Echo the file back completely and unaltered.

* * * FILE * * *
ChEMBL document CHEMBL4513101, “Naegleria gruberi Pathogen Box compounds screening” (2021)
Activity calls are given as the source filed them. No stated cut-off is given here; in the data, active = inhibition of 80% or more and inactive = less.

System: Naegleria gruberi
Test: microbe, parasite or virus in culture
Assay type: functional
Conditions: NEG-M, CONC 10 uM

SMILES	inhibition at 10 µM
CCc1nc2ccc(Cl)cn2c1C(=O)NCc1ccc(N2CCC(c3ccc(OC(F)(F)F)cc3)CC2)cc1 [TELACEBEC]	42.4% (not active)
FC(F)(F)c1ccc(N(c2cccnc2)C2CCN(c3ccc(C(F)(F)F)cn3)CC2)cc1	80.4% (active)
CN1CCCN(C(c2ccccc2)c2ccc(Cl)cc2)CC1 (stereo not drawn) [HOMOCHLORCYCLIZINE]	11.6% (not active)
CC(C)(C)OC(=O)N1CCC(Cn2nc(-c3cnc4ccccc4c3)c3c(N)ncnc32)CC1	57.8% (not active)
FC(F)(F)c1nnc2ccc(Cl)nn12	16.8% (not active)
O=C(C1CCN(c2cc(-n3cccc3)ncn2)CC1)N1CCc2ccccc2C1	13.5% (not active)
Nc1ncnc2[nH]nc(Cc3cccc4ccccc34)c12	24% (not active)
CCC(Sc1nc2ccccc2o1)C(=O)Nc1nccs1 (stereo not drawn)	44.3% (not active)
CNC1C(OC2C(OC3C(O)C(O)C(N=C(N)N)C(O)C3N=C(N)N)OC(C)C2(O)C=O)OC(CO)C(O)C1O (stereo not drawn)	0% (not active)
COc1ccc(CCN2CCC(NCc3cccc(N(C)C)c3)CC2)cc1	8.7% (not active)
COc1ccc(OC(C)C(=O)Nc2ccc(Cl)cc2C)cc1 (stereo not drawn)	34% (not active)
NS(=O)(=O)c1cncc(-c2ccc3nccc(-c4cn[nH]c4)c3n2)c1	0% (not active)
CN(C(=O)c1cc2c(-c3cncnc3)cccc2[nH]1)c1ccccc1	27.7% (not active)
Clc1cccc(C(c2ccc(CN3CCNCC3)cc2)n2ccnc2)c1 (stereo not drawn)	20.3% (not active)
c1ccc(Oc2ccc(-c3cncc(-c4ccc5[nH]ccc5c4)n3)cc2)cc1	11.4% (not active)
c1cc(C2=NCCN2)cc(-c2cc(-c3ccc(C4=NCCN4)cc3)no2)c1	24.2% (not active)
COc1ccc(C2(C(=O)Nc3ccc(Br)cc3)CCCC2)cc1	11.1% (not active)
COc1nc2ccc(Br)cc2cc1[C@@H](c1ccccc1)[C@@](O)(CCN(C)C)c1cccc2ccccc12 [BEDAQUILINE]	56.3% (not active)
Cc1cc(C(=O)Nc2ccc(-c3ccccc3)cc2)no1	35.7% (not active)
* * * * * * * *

ChEMBL document CHEMBL4513101, “Naegleria gruberi Pathogen Box compounds screening” (2021)
Activity calls are given as the source filed them. No stated cut-off is given here; in the data, active = inhibition of 80% or more and inactive = less.

System: Naegleria gruberi
Test: microbe, parasite or virus in culture
Assay type: functional
Conditions: NEG-M, CONC 10 uM

SMILES	inhibition at 10 µM
CCc1nc2ccc(Cl)cn2c1C(=O)NCc1ccc(N2CCC(c3ccc(OC(F)(F)F)cc3)CC2)cc1 [TELACEBEC]	42.4% (not active)
FC(F)(F)c1ccc(N(c2cccnc2)C2CCN(c3ccc(C(F)(F)F)cn3)CC2)cc1	80.4% (active)
CN1CCCN(C(c2ccccc2)c2ccc(Cl)cc2)CC1 (stereo not drawn) [HOMOCHLORCYCLIZINE]	11.6% (not active)
CC(C)(C)OC(=O)N1CCC(Cn2nc(-c3cnc4ccccc4c3)c3c(N)ncnc32)CC1	57.8% (not active)
FC(F)(F)c1nnc2ccc(Cl)nn12	16.8% (not active)
O=C(C1CCN(c2cc(-n3cccc3)ncn2)CC1)N1CCc2ccccc2C1	13.5% (not active)
Nc1ncnc2[nH]nc(Cc3cccc4ccccc34)c12	24% (not active)
CCC(Sc1nc2ccccc2o1)C(=O)Nc1nccs1 (stereo not drawn)	44.3% (not active)
CNC1C(OC2C(OC3C(O)C(O)C(N=C(N)N)C(O)C3N=C(N)N)OC(C)C2(O)C=O)OC(CO)C(O)C1O (stereo not drawn)	0% (not active)
COc1ccc(CCN2CCC(NCc3cccc(N(C)C)c3)CC2)cc1	8.7% (not active)
COc1ccc(OC(C)C(=O)Nc2ccc(Cl)cc2C)cc1 (stereo not drawn)	34% (not active)
NS(=O)(=O)c1cncc(-c2ccc3nccc(-c4cn[nH]c4)c3n2)c1	0% (not active)
CN(C(=O)c1cc2c(-c3cncnc3)cccc2[nH]1)c1ccccc1	27.7% (not active)
Clc1cccc(C(c2ccc(CN3CCNCC3)cc2)n2ccnc2)c1 (stereo not drawn)	20.3% (not active)
c1ccc(Oc2ccc(-c3cncc(-c4ccc5[nH]ccc5c4)n3)cc2)cc1	11.4% (not active)
c1cc(C2=NCCN2)cc(-c2cc(-c3ccc(C4=NCCN4)cc3)no2)c1	24.2% (not active)
COc1ccc(C2(C(=O)Nc3ccc(Br)cc3)CCCC2)cc1	11.1% (not active)
COc1nc2ccc(Br)cc2cc1[C@@H](c1ccccc1)[C@@](O)(CCN(C)C)c1cccc2ccccc12 [BEDAQUILINE]	56.3% (not active)
Cc1cc(C(=O)Nc2ccc(-c3ccccc3)cc2)no1	35.7% (not active)